Esolen’s translation is beautifully honed. Take the fifth Canto, where Dante and Virgil visit those damned for lust. These men and women arrive “lashed and scourged in the black air,” just as they were whipped in life by unlawful passions. They arrive like “a flock of starlings winter-beaten,” and are “trailing cries of woe/Shades blown our way by the great battling winds.” Later in the Canto, the poet speaks to Francesca, a woman whose story he had heard years ago in Florence. She was killed by her husband while committing adultery with his brother. Dante asks her how she fell into mortal sin, and she answers in these exquisite lines:
But if so great a longing
to know about the first root
of our love
then I will tell you, speaking
through my tears.
One day we two were
reading for delight
About how love had
we were alone and innocent
No cause to fear. And as we
read, at times
We went pale, as we caught
each other’s glance,
But we were conquered by
one point alone.
For when we read that the
accepted such a gentle
this man, whom nothing
will divide from me,
Trembled to place his lips
upon my mouth.
A pander was that author,
and his book!
That day we did not read
The above passage gives a taste of the beauty and vigor of this translation. There is a forward thrust that makes it hard to stop reading. Even if one is familiar with other versions, this one will be found uniquely engaging.
In another recent verse translation of Dante’s Divine Comedy (Doubleday, 2000), by Robert and Jean Hollander, the above lines do not have such a strong forward movement. Compare lines four to seven of the above passage with this Hollander version: “One day, to pass the time in pleasure,/we read of Lancelot, how love enthralled him./We were alone, without the least misgiving.” And compare the last two lines of Esolen’s passage with this Hollander version: “A Galeotto was the book and he that wrote it./That day we read in it no further.” This one is not quite so graceful or easy to read as Esolen’s.
In the 34th Canto, the last one in the Inferno, Dante and Virgil approach Satan himself. Esolen translates the passage deftly as follows: “The emperor of the reign of misery/from his chest up emerges from the ice.” The Hollander version has: “The emperor of the woeful kingdom/rose from the ice below his breast.” Surely “reign of misery” has a more contemporary feel to it than “woeful kingdom.” College students and ordinary readers are more likely to take to Esolen’s earthy language, rhythmic lines, and melodic phrasing.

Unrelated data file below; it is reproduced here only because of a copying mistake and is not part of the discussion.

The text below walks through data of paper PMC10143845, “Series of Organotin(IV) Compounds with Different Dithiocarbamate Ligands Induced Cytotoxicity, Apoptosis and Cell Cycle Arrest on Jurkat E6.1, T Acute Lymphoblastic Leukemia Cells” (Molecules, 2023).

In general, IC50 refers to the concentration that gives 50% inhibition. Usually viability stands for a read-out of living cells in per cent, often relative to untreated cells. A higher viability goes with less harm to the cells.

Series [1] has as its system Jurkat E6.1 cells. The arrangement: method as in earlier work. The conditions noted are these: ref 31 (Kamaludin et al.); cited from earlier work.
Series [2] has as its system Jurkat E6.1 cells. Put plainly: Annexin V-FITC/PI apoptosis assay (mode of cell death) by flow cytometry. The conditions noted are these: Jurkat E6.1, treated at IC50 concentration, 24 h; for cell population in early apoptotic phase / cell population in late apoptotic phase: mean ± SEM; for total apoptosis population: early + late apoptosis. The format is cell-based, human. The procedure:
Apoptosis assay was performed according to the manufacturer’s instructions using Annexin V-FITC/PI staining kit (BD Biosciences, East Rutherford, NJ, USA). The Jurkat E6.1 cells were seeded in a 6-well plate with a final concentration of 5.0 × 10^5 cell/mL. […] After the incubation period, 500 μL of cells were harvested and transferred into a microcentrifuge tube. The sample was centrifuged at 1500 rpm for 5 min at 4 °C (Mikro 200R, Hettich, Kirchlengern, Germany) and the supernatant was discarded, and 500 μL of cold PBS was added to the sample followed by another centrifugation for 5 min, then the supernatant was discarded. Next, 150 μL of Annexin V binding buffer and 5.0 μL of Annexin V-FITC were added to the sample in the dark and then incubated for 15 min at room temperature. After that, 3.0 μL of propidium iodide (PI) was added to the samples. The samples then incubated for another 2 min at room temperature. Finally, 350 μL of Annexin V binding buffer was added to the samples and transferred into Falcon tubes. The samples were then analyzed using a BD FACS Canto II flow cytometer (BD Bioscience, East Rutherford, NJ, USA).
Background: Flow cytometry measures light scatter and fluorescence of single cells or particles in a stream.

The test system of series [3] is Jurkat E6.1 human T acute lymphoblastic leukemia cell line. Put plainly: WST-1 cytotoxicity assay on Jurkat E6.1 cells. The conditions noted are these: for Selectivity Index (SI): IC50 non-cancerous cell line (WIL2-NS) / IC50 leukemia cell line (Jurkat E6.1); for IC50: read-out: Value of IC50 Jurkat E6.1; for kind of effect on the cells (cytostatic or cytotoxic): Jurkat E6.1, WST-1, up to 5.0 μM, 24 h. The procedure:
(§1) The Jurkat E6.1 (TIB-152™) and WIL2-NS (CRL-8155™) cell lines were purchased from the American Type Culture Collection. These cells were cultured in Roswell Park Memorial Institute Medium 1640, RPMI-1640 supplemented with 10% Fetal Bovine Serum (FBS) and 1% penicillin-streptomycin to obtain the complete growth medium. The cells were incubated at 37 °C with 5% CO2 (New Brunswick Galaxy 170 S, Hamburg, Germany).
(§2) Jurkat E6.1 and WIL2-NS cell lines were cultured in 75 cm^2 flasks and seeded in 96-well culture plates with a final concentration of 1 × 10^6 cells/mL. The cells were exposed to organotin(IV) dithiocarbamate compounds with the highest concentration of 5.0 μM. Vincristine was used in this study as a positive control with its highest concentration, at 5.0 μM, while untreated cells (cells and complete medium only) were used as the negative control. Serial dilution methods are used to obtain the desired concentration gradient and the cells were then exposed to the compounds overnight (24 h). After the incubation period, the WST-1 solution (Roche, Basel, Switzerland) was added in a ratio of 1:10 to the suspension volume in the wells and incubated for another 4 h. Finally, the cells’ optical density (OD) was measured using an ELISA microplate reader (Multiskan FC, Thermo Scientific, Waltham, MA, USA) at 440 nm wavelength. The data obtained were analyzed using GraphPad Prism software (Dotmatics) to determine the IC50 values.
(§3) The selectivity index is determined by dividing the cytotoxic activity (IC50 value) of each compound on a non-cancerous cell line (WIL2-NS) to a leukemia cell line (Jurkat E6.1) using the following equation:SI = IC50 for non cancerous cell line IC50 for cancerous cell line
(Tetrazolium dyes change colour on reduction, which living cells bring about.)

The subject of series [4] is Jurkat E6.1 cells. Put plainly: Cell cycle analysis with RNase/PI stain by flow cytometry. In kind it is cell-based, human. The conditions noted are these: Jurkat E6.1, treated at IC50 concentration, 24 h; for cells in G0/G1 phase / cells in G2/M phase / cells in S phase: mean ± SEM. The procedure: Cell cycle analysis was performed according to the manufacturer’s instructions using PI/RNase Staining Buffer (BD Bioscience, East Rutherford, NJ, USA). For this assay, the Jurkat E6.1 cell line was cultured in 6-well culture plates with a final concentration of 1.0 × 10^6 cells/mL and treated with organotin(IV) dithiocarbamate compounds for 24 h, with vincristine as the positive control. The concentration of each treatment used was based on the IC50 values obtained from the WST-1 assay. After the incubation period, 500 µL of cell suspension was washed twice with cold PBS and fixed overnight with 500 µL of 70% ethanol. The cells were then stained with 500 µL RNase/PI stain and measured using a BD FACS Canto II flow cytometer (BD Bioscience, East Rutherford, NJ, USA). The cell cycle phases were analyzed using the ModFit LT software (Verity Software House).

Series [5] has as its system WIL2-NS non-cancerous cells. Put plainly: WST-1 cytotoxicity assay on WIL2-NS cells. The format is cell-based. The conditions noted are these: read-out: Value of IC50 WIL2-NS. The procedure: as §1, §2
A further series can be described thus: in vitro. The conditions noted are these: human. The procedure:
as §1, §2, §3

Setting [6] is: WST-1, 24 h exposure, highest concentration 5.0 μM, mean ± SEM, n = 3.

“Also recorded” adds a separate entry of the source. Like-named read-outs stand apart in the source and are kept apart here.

In this new edition, Dante’s poem appears in Italian on the left page, with Esolen’s translation on the right. This is useful not only for those who read Italian, but also for those who want to observe Dante’s elaborate interlocking rhyme scheme. Esolen decided not to try to replicate Dante’s rhyme scheme, and rightly so, because English has far fewer rhyming words than Italian. As he explains, it would have compromised “either meaning or music” to have preserved that intricate rhyme scheme. But Esolen has not dispensed with rhyme altogether, nor does he write without meter. He has chosen, as he says, a “meter capable of hinting now and again” at the “sublimity” of the original, namely the English iambic-pentameter line of Shakespeare and Milton.
Esolen puts only a few, necessary notes at the bottom of each page, and saves the rest of his annotations for the end of the book. This is an excellent idea because the poem isn’t interrupted here as in some other translations, where we are faced with lengthy notes at the end of each Canto, and feel obliged to read details about Italian politics of the 1300s before moving on. In this version, Dante’s Comedy flows swiftly and unimpeded, like a great river.
Esolen’s translation is a labor of love beautifully accomplished and deserving of many kudos.
Enjoyed reading this?
READ MORE! REGISTER TODAYSUBSCRIBE
You May Also Enjoy
The influence of post-humanist academics reveals how completely the secular academic world has embraced the culture of death.
Perhaps because of old memories springing from the depths of her pre-Catholic youth, Speyr's private revelations seem to conflict with Catholic teaching on vital points.
Today's enlightened and "free" unbelievers are nothing more than "the loose-jointed marionettes of contemporaneity."